It was either humour writer Erma Bombeck or Dorothy on “The Golden Girls” who advised we use the good dishes, wear our best clothes, and enjoy forbidden desserts because we never know how long we’ll be alive. Dorothy said, “Suppose the passengers on the Titanic had passed up the chocolate cake and a few hours later they were drowned?”
That’s the way I feel about buying books these days. Why should I wait weeks for the library to stack on its shelves a non-fiction book I’m keen to read? Suppose they never stock it because I’m the only patron with an interest in reading that book? For instance, in a list of a month’s new books acquired by the library, often I don’t find a single title, subject, or author that appeals to me.
So I’ve loosened my pension strings and begun buying the newest books as they’re published if I truly want to read them. Not that I’m going hog wild about it. Chances are I”ll read the book only once before stuffing it on a shelf or loan it to someone who shares my offbeat interests.
Some of the new books I find sitting at 40 per cent off as I shop at a grocery or drugstore. If not, I phone an order to Misty River Books and in due time, the book arrives.
My latest acquisition is All Alone on the 68th Floor, How One Woman Changed the Face of Construction, by Barbara A. Res. I first met Barbara Res as she was interviewed on TV in relation to the years she worked as a hands-on construction manager for Donald Trump’s projects including the building of Trump Tower on Fifth Avenue in New York City.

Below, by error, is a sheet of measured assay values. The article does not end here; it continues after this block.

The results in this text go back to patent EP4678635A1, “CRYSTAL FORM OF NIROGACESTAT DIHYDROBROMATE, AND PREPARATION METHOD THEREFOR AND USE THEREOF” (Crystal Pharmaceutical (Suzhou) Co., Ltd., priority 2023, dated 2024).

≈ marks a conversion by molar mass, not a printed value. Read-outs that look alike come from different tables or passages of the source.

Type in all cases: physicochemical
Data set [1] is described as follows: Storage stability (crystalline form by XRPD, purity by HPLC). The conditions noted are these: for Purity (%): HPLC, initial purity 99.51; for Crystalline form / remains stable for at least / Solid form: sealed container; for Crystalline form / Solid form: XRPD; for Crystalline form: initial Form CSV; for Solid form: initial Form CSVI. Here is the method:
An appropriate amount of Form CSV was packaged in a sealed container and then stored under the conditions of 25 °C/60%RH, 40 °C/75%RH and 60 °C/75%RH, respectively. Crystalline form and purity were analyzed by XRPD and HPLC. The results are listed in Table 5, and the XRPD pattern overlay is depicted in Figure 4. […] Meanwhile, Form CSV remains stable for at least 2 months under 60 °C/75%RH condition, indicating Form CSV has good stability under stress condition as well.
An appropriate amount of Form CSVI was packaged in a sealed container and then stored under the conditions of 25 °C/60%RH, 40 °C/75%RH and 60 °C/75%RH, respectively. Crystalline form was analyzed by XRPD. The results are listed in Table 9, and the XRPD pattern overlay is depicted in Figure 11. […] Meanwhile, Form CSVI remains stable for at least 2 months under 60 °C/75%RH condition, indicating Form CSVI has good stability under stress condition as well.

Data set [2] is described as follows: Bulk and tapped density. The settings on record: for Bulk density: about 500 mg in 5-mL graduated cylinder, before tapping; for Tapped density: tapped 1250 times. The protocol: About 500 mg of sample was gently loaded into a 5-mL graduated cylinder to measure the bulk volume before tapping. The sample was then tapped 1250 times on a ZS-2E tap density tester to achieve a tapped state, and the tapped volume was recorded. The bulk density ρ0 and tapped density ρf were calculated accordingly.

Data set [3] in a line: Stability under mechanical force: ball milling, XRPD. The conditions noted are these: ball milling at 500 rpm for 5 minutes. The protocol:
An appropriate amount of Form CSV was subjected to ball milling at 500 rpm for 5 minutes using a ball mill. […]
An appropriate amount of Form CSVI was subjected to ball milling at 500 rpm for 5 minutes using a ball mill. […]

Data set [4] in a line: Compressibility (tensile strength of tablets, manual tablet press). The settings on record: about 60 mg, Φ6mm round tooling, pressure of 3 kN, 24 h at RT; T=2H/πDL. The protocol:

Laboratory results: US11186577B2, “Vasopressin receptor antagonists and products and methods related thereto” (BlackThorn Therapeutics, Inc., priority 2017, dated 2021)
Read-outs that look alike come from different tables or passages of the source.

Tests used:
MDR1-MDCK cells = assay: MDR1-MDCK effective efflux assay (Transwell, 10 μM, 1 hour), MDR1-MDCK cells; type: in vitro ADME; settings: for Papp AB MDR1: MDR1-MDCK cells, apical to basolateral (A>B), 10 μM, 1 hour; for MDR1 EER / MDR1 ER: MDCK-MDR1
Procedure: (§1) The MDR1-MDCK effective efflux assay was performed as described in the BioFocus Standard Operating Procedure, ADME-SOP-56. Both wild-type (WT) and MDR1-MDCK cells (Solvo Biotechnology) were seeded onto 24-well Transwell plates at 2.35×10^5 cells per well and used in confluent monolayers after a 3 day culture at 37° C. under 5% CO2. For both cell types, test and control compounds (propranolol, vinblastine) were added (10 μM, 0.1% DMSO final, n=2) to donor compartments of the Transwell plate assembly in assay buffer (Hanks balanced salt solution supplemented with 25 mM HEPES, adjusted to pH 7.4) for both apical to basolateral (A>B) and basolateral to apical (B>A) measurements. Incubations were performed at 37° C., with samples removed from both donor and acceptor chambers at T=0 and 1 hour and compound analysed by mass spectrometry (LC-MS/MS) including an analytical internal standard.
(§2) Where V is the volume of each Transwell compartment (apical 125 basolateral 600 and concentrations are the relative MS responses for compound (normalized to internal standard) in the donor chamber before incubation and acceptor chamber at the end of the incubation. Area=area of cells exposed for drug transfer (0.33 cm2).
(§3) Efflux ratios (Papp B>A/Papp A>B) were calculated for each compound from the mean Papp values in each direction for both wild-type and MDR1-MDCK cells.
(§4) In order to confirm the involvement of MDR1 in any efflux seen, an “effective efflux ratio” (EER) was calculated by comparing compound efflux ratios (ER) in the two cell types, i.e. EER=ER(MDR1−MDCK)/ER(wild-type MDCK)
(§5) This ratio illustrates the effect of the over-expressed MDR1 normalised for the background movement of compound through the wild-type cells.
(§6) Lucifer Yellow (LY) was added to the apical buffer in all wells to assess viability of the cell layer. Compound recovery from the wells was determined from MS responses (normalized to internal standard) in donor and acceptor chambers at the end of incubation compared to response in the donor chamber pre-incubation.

In that interview she told of Trump wanting to replace the outside of one wall of the Tower with a material she didn’t approve of. She refused to order the product. I took uncommon satisfaction from this small woman standing up to the 6 foot 2 inch bossman and sticking to her engineering knowhow.
She was born in a poor section of Brooklyn in 1949 to Irish/Syrian parents. She worked hard to wriggle her way up from one publicly funded school to another, finally after five years graduating as an engineer, one of three females in a class of 800.
Those were the years when women were expected to wear skirts, never slacks, though you can imagine dressing in a miniskirt on a skeleton job site many feet up in the air was a cool job in more ways than one. In every case the head honcho ordered her to the office though her math skills were needed on each succeeding floor as the building grew. She learned to read layout plans for every phase of a project from carpentry to plumbing and electrical and everything in between.
She was in her 20s when she met Donald Trump. He named her Executive Vice President of the Trump Organization.
Her advice to young women is to enter the trades, enjoy the work, and do it on your own terms,in your own way, not as a man would. Many trades require more brains and knowhow than brute strength.
I’d like to see a group of women form their own construction company, trained in every facet from engineering, concrete, to pipe laying, plumbing, electrical and all coordinated to fit with their family care taking, even setting up their own daycare. They could do it.